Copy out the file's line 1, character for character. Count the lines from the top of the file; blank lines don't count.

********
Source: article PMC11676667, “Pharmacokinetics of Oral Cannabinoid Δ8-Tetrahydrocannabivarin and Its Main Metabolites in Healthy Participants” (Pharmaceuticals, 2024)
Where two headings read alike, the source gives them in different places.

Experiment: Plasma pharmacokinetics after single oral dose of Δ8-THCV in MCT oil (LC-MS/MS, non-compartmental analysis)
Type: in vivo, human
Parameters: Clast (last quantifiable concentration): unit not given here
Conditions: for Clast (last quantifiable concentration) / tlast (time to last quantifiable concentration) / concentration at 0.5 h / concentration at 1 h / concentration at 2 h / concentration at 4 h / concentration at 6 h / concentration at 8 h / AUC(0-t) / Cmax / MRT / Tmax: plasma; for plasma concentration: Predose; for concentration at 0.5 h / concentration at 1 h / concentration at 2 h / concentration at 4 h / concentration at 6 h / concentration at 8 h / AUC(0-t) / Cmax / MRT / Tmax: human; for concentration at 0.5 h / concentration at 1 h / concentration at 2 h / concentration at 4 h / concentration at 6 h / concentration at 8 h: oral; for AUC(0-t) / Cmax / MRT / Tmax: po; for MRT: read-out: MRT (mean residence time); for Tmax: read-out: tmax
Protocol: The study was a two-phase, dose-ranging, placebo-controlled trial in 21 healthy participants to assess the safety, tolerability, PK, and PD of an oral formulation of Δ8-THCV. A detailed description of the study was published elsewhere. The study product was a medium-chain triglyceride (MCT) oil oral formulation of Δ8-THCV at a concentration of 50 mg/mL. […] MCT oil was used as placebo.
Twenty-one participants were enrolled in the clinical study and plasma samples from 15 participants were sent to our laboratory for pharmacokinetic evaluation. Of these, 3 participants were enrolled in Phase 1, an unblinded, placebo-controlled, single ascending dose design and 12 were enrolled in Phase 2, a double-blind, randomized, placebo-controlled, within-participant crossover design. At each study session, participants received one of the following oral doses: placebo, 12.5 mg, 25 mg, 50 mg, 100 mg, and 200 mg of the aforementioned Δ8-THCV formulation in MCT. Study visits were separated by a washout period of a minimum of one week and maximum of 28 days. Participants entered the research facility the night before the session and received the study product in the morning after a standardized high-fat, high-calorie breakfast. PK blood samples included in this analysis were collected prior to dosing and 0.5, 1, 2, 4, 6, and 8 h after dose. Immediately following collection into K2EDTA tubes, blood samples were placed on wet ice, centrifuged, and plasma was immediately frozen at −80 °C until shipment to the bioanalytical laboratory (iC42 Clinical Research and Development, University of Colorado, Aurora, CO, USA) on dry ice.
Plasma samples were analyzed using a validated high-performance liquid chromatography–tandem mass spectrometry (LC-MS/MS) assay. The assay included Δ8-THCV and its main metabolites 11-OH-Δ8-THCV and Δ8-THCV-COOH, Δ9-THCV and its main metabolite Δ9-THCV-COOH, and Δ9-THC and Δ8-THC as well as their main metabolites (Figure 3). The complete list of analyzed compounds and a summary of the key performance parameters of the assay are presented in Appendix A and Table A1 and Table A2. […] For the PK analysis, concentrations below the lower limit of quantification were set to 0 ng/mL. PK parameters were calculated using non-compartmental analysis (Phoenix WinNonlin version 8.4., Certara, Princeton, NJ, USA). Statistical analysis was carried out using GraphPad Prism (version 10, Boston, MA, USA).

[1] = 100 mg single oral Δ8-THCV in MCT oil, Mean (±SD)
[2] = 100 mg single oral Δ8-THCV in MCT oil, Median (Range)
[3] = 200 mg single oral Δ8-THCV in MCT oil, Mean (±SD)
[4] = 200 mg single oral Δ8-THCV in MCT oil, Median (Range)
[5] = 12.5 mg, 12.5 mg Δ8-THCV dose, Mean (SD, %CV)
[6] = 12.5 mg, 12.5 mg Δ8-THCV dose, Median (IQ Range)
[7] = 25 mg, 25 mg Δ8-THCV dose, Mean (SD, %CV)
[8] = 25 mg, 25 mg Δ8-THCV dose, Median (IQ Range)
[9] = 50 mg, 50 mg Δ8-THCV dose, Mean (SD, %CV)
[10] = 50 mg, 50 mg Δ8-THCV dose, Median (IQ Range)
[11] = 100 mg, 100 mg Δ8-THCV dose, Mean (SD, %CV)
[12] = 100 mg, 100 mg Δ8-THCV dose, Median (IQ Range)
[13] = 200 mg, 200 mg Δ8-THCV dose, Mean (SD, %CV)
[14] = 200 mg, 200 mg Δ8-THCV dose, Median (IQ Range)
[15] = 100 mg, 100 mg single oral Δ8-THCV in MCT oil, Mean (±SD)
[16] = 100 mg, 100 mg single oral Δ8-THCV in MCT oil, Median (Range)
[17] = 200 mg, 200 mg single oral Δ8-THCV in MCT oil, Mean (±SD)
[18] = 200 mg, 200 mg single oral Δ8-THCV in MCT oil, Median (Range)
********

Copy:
Source: article PMC11676667, “Pharmacokinetics of Oral Cannabinoid Δ8-Tetrahydrocannabivarin and Its Main Metabolites in Healthy Participants” (Pharmaceuticals, 2024)